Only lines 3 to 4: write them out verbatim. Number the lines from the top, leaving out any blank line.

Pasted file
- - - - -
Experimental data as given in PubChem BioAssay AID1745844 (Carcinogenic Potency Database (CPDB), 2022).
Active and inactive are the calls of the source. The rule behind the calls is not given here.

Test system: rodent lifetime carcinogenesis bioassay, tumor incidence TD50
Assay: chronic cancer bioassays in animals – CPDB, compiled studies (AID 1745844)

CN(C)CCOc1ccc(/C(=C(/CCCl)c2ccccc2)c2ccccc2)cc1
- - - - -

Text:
Test system: rodent lifetime carcinogenesis bioassay, tumor incidence TD50
Assay: chronic cancer bioassays in animals – CPDB, compiled studies (AID 1745844)